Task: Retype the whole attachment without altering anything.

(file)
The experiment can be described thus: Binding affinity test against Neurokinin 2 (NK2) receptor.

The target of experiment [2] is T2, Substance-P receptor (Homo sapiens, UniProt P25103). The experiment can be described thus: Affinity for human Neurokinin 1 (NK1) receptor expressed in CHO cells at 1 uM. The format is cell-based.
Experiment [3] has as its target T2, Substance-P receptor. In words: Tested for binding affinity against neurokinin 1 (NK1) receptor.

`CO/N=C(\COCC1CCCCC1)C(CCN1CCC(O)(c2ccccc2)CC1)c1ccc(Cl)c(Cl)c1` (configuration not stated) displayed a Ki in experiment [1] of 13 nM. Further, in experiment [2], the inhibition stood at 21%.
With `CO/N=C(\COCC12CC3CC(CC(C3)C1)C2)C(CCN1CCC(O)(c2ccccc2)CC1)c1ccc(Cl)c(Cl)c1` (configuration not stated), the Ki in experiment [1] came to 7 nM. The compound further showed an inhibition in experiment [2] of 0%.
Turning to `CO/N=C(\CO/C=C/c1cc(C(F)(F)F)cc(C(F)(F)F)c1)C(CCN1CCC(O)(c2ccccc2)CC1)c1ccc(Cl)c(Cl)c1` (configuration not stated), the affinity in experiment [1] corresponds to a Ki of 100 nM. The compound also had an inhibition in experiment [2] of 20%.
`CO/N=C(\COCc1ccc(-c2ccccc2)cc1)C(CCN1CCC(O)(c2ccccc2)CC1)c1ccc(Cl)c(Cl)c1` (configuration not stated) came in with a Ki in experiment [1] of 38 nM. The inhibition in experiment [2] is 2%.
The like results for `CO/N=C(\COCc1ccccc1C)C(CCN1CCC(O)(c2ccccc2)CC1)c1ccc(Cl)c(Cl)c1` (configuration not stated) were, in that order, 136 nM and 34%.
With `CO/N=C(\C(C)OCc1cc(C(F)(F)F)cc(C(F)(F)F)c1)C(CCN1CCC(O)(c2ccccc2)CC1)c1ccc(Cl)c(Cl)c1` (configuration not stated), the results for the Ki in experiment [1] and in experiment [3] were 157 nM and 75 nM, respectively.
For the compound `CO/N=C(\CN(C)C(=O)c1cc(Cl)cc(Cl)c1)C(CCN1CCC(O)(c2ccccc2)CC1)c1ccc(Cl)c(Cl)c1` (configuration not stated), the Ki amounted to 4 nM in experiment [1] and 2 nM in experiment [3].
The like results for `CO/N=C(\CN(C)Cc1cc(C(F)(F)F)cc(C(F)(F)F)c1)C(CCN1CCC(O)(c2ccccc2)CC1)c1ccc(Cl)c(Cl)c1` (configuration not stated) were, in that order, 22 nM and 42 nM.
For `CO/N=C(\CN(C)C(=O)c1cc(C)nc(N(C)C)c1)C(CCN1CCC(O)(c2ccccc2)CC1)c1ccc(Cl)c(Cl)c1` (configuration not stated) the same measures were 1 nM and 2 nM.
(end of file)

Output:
The experiment can be described thus: Binding affinity test against Neurokinin 2 (NK2) receptor.

The target of experiment [2] is T2, Substance-P receptor (Homo sapiens, UniProt P25103). The experiment can be described thus: Affinity for human Neurokinin 1 (NK1) receptor expressed in CHO cells at 1 uM. The format is cell-based.
Experiment [3] has as its target T2, Substance-P receptor. In words: Tested for binding affinity against neurokinin 1 (NK1) receptor.

`CO/N=C(\COCC1CCCCC1)C(CCN1CCC(O)(c2ccccc2)CC1)c1ccc(Cl)c(Cl)c1` (configuration not stated) displayed a Ki in experiment [1] of 13 nM. Further, in experiment [2], the inhibition stood at 21%.
With `CO/N=C(\COCC12CC3CC(CC(C3)C1)C2)C(CCN1CCC(O)(c2ccccc2)CC1)c1ccc(Cl)c(Cl)c1` (configuration not stated), the Ki in experiment [1] came to 7 nM. The compound further showed an inhibition in experiment [2] of 0%.
Turning to `CO/N=C(\CO/C=C/c1cc(C(F)(F)F)cc(C(F)(F)F)c1)C(CCN1CCC(O)(c2ccccc2)CC1)c1ccc(Cl)c(Cl)c1` (configuration not stated), the affinity in experiment [1] corresponds to a Ki of 100 nM. The compound also had an inhibition in experiment [2] of 20%.
`CO/N=C(\COCc1ccc(-c2ccccc2)cc1)C(CCN1CCC(O)(c2ccccc2)CC1)c1ccc(Cl)c(Cl)c1` (configuration not stated) came in with a Ki in experiment [1] of 38 nM. The inhibition in experiment [2] is 2%.
The like results for `CO/N=C(\COCc1ccccc1C)C(CCN1CCC(O)(c2ccccc2)CC1)c1ccc(Cl)c(Cl)c1` (configuration not stated) were, in that order, 136 nM and 34%.
With `CO/N=C(\C(C)OCc1cc(C(F)(F)F)cc(C(F)(F)F)c1)C(CCN1CCC(O)(c2ccccc2)CC1)c1ccc(Cl)c(Cl)c1` (configuration not stated), the results for the Ki in experiment [1] and in experiment [3] were 157 nM and 75 nM, respectively.
For the compound `CO/N=C(\CN(C)C(=O)c1cc(Cl)cc(Cl)c1)C(CCN1CCC(O)(c2ccccc2)CC1)c1ccc(Cl)c(Cl)c1` (configuration not stated), the Ki amounted to 4 nM in experiment [1] and 2 nM in experiment [3].
The like results for `CO/N=C(\CN(C)Cc1cc(C(F)(F)F)cc(C(F)(F)F)c1)C(CCN1CCC(O)(c2ccccc2)CC1)c1ccc(Cl)c(Cl)c1` (configuration not stated) were, in that order, 22 nM and 42 nM.
For `CO/N=C(\CN(C)C(=O)c1cc(C)nc(N(C)C)c1)C(CCN1CCC(O)(c2ccccc2)CC1)c1ccc(Cl)c(Cl)c1` (configuration not stated) the same measures were 1 nM and 2 nM.